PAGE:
Agile has moved beyond a good idea
Agile has moved beyond a good idea and is actually starting to deliver the benefits proponents of the methodology have long claimed, according to the 12th annual State of Agile Report.
The 2018 report, based on the survey responses of over 1 400 software professionals from around the world, including a handful from Africa, was compiled by CollabNet VersionOne, which initiated the first State of Agile Report in 2007.
"Year after year, the annual State of Agile Report has helped our industry gauge the adoption and effectiveness of agile in software organisations," said Lee Cunningham, Senior Director of Enterprise Agile Strategy at CollabNet VersionOne.
"This year's report affirms the effectiveness of agile in accelerating software delivery and helping teams manage the changing priorities within their organisations. We also see in this year's report that agile adoption still has a long way to go."
Nevertheless, survey respondents reported that they were realising marked benefits from their agile adoption with four of the top five reported reasons for adopting agile correlating with the top five areas that have been most impacted as a result of adopting agile.
These include improved ability to manage changing priorities; better project visibility; better business/IT alignment; faster delivery speed and time to market; and increased team productivity.
XCHead = Reasons for adopting agile
The reasons stated for adopting agile have not changed much in the past 12 months.
The biggest changes were recorded in the "accelerate software delivery" response (75% compared to 69% in the previous survey); enhancing delivery predictability (46% up from 30%); improving IT/business alignment (49% up from 42%); and reducing project cost (24% up from 18%).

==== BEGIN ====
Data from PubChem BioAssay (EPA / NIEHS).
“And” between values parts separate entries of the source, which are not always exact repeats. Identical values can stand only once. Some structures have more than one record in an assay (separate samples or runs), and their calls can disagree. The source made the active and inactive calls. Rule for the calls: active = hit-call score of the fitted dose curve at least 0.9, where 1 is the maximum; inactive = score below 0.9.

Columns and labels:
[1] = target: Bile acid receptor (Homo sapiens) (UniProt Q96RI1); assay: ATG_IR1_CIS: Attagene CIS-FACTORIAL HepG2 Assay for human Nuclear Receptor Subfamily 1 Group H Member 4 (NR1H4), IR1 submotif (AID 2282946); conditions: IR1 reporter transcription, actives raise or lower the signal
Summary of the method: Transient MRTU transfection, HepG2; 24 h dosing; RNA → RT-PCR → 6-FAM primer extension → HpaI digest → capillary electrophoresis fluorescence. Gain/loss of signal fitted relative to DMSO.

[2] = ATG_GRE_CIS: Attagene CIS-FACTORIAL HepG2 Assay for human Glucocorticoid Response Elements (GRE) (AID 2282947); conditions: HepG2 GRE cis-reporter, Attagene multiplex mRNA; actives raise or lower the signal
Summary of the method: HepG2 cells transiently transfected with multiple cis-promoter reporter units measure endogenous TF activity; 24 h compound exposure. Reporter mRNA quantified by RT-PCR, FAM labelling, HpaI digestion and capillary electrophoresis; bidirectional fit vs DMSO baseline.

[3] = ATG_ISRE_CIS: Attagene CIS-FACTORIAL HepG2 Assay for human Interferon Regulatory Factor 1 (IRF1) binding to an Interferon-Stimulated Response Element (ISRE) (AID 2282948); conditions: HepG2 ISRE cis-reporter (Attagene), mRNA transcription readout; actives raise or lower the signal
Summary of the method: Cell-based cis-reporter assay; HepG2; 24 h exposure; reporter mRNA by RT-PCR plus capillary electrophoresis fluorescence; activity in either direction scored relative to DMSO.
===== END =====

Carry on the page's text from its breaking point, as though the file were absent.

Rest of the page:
In addition, respondents reported that their organisations were recognising agile success at project levels with 61% stating that "most" or "all" their agile projects had been successful.
It was interesting to note the way in which agile project success had changed in the past year. While business value still ranked highly, the top measure of success for agile initiatives (57%) and agile projects (46%) was "customer/user satisfaction".
The survey also found that agile adoption is growing within organisations, with a higher percentage of respondents reporting that "all or almost all" of their teams are agile, and that agile principles and practices are being adopted at higher levels across their organisations.
Despite the growing adoption of agile, the vast majority of respondents (84%) said their organisation was at or below a "still maturing" level when it came to agile competency. Only 12% claimed that their organisations had a high level of competency with agile practices across their organisations; and just 4% reported that agile practices were enabling greater adaptability to market conditions.
Nevertheless, most respondents said they were trying to roll out even more agile projects across their organisations with the Scaled Agile Framework reportedly the most widely used approach (29%) for doing so. Among the factors that were said to be the most helpful in scaling agile were having internal agile coaches, consistent practices and processes across teams, and the implementation of a common tool across teams.